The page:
It's even worse than you thought. AMC Entertainment Holdings (AMC -4.83%) warned in a public filing Tuesday that unless it can raise a "material" amount of money or lure substantial numbers of consumers to come back to the theater, it is going to run out of money by the end of the year.

What's worse, because its rivals have chosen to close their theaters, an already untenable situation will be exacerbated.

Coronavirus safety protocols on a theater marquee

Image source: Getty Images.

A bleak future

Recently ratings agency S&P Global predicted AMC could run out of money within six months, but the theater operator says industry conditions are so bad the decline is accelerating, though it hopes to stave off disaster until early 2021.

AMC notes 83% of its U.S. theaters and 77% of international theaters have reopened. It has served 2.2 million people domestically and over 5 million people internationally since reopening, but that translates into an attendance decline of 85% and 74%, respectively, compared to a year ago.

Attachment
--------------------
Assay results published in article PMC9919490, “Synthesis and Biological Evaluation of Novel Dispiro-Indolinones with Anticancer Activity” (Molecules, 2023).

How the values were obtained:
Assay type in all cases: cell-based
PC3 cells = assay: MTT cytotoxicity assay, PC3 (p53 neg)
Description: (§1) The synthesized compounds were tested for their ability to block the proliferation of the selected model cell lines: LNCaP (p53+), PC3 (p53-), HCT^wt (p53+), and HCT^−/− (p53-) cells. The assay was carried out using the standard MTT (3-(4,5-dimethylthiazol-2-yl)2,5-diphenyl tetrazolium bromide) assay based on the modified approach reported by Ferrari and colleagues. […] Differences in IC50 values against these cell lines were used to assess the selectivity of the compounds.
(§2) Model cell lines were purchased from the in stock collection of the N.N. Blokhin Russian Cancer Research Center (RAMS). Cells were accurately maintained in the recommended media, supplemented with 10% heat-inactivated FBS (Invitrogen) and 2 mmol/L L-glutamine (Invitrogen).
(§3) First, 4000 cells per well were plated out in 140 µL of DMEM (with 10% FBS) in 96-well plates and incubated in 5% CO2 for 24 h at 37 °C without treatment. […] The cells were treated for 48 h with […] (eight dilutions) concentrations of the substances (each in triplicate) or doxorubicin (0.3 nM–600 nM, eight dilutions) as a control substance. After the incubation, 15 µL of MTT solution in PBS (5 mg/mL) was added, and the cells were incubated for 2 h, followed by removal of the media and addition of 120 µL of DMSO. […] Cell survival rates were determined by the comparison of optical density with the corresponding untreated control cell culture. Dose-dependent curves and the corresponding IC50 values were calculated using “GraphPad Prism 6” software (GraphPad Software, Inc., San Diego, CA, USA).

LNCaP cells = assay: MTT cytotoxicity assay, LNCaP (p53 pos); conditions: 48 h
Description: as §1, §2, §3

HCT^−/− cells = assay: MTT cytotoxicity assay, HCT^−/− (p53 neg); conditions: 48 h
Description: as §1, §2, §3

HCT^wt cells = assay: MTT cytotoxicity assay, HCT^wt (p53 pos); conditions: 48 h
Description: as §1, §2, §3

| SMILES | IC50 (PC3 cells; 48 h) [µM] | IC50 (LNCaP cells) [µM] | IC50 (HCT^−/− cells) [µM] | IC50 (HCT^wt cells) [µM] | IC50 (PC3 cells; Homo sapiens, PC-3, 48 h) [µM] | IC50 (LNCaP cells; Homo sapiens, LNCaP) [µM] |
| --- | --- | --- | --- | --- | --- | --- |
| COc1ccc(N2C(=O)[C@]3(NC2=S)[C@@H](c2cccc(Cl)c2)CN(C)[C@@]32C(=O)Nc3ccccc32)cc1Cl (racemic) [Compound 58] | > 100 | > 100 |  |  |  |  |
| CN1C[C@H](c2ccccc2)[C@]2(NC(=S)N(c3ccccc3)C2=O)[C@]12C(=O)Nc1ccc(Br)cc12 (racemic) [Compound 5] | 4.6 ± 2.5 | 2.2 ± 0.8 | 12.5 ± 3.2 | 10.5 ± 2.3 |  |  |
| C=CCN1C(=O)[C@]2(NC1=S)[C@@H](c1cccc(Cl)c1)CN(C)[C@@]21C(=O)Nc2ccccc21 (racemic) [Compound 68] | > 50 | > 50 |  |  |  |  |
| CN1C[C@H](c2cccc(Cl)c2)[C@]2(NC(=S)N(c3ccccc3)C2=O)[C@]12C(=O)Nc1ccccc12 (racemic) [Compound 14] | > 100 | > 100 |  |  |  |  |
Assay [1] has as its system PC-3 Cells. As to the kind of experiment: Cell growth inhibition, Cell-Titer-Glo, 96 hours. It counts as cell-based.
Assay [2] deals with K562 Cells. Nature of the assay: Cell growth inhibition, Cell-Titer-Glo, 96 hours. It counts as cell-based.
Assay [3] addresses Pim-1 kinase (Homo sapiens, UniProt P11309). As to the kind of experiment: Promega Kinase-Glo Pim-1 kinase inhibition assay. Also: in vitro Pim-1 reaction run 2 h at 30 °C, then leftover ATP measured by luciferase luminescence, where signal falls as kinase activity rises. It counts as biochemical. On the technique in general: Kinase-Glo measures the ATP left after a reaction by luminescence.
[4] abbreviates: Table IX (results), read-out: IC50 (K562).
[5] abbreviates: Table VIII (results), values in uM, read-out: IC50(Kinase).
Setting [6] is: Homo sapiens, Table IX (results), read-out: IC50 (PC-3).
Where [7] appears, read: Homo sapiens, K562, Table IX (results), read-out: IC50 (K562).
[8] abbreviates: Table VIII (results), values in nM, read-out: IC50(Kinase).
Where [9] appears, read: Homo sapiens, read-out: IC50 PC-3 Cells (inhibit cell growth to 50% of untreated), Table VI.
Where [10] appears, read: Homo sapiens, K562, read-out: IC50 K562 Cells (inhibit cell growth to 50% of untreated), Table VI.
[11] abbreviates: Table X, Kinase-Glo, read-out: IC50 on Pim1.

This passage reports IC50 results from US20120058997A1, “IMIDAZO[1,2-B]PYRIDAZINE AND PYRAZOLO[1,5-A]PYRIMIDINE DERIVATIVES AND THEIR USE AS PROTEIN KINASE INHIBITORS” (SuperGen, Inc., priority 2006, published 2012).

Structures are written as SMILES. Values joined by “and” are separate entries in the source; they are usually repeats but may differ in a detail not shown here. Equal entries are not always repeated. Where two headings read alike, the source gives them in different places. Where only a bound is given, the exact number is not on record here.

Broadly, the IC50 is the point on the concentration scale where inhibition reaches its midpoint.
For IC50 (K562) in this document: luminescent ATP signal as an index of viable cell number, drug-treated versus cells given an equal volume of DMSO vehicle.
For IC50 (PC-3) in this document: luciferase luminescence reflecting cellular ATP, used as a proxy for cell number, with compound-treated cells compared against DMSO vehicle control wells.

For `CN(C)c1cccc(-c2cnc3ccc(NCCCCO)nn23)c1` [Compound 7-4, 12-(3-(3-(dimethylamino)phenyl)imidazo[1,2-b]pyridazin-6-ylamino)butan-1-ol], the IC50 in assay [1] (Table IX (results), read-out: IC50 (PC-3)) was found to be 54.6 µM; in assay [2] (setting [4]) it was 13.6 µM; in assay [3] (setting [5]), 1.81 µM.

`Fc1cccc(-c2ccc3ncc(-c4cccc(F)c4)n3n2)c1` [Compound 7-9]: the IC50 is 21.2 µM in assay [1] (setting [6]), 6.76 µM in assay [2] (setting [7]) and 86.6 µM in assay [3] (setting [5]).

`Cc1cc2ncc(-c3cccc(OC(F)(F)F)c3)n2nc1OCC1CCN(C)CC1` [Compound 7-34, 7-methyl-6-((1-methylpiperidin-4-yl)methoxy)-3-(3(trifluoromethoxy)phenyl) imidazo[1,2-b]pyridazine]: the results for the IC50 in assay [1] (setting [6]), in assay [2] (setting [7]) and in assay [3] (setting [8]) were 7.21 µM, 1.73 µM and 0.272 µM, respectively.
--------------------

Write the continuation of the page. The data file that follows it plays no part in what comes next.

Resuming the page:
Most of the theaters left to reopen are located in just five states, but those locations represent approximately 23% of its total revenue.

Because movie studios are delaying their film releases until next year or are sending them directly to streaming video services, there is nothing to show in theaters. It's why Cinemark Holdings and Regal have chosen to close their theaters again.

Yet since that means there are few theaters available for studios who want to air their films, they too will choose to delay their debuts.

As a result, AMC is looking to raise more cash while controlling costs. Beyond adjusting theater hours, it may seek additional debt and equity financing, renegotiate rents with its landlords, sell assets, enter into joint ventures, or sell minority interests in its business.

AMC, though, says there is "significant risk" it will not be successful.